The Fermilab Muon g−2 Experiment (Fig. 1) follows the same technique used at Brookhaven. Polarized muons, whose spins are aligned with their direction of motion, are injected into a 14.2-m-diameter storage ring where they circle thousands of times thanks to their relativistically-stretched lifetime. As they decay, the muons spit out positrons that are detected by calorimeters lining the inner circumference of the ring. Inside the ring, the 1.45-T magnetic field that keeps the muons traveling in a circle also provides the magnetic torque that causes spin precession.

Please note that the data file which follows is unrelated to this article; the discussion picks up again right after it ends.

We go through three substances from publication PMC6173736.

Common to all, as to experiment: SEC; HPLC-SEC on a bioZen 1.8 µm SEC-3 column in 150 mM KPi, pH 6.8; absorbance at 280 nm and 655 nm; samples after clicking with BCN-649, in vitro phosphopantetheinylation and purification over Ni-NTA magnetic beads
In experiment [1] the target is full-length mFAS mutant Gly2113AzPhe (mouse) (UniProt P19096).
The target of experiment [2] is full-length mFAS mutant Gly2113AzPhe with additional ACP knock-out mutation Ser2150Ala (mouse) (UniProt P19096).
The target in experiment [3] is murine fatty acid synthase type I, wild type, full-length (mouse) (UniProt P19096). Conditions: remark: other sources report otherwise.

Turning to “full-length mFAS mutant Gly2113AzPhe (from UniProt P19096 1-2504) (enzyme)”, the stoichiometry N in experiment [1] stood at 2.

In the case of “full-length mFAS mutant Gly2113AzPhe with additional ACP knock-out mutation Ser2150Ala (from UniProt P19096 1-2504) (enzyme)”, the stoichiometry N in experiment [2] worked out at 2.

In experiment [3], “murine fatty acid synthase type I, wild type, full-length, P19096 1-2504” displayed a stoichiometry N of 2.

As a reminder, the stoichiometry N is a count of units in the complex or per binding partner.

If g were exactly 2, the precession period would equal the cyclotron period, and the muon spin direction would rotate in lockstep with the muon momentum vector. Instead, the spin direction gradually gets out of sync, taking about 27 turns before realigning with the momentum. This frequency difference is the anomalous precession ωa. Since the decay positrons are preferentially emitted in the direction of the muon spin, their spectrum shifts to higher energies when the spin direction is aligned with the momentum. This shift produces a modulation in the number of positrons detected by the calorimeters.